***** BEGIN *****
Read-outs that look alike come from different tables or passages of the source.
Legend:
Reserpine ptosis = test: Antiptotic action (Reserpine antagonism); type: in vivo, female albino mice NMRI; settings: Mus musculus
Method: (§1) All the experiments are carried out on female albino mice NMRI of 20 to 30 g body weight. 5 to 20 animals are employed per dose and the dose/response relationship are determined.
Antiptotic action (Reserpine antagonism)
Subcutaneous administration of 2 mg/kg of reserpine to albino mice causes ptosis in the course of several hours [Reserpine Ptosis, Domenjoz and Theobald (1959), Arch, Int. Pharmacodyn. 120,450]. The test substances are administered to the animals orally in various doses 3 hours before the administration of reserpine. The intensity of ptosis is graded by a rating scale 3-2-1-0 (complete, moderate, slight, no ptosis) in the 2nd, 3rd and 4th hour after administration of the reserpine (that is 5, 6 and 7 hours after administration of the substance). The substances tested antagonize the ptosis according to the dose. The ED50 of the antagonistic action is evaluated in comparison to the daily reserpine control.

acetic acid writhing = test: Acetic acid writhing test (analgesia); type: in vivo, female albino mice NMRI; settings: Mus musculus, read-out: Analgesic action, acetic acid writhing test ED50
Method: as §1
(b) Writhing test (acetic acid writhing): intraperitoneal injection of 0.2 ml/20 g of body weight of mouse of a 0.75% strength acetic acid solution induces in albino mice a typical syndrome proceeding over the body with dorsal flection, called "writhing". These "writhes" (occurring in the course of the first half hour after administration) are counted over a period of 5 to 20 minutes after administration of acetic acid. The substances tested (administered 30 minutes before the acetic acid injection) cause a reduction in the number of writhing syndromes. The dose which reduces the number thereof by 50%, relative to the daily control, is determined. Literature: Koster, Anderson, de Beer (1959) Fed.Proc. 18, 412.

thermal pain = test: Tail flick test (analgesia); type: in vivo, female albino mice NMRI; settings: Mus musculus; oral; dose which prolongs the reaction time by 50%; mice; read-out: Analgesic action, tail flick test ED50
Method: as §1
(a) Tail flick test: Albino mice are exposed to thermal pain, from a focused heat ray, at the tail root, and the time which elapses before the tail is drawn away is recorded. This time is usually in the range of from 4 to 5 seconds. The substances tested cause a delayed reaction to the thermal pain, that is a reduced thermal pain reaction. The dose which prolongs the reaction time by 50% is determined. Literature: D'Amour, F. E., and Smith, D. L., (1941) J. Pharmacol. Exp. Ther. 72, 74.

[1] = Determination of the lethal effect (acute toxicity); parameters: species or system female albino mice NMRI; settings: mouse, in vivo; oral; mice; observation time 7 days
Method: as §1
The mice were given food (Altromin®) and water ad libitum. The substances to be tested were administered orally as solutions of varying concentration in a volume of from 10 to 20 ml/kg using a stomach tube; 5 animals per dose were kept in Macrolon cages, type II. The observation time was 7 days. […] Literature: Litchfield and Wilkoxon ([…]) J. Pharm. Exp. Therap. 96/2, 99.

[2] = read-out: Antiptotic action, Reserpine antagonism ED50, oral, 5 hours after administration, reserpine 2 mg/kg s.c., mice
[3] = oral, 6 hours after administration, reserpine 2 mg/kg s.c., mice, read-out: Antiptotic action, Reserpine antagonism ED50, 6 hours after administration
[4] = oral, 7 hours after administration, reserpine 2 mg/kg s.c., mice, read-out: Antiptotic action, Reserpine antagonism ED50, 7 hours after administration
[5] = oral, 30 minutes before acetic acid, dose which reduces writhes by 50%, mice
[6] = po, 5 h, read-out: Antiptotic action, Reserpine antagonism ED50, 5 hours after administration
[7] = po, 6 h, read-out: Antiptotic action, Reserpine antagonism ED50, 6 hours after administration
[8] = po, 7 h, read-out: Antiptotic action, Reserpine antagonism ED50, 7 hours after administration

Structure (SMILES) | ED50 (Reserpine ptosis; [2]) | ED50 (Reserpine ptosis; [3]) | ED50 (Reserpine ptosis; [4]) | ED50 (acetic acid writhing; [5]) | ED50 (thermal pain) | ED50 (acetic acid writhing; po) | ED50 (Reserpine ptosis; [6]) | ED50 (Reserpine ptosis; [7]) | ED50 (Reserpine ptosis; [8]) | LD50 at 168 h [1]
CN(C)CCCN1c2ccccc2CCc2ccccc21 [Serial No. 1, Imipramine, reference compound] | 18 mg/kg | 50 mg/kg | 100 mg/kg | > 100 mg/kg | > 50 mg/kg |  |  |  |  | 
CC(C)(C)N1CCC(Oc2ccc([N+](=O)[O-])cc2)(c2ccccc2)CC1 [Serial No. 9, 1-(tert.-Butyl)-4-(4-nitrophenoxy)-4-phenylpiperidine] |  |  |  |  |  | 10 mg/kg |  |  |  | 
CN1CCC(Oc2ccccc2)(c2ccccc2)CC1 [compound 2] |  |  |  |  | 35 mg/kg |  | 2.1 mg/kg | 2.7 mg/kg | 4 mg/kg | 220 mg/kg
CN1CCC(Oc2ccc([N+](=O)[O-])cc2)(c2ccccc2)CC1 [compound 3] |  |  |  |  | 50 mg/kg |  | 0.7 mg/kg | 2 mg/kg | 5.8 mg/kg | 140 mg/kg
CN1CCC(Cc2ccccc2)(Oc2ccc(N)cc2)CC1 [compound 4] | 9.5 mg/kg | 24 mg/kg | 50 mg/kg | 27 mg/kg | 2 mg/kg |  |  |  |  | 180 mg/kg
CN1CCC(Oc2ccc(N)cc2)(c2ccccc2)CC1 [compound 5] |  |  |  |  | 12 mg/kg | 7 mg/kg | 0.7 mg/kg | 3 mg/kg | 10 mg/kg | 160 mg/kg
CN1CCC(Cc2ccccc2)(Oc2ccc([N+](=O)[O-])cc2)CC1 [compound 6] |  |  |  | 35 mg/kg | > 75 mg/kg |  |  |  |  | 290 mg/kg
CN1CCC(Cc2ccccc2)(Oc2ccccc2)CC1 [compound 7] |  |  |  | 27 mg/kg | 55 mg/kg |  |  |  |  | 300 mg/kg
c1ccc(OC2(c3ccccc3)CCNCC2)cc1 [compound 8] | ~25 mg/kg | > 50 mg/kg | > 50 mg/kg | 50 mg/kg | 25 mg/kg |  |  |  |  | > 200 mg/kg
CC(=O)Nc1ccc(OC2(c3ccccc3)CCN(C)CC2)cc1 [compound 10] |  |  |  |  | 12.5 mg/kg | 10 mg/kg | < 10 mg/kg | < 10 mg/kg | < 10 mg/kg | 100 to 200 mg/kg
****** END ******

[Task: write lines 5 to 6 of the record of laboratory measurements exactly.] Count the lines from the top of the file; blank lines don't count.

Antiptotic action (Reserpine antagonism)
Subcutaneous administration of 2 mg/kg of reserpine to albino mice causes ptosis in the course of several hours [Reserpine Ptosis, Domenjoz and Theobald (1959), Arch, Int. Pharmacodyn. 120,450]. The test substances are administered to the animals orally in various doses 3 hours before the administration of reserpine. The intensity of ptosis is graded by a rating scale 3-2-1-0 (complete, moderate, slight, no ptosis) in the 2nd, 3rd and 4th hour after administration of the reserpine (that is 5, 6 and 7 hours after administration of the substance). The substances tested antagonize the ptosis according to the dose. The ED50 of the antagonistic action is evaluated in comparison to the daily reserpine control.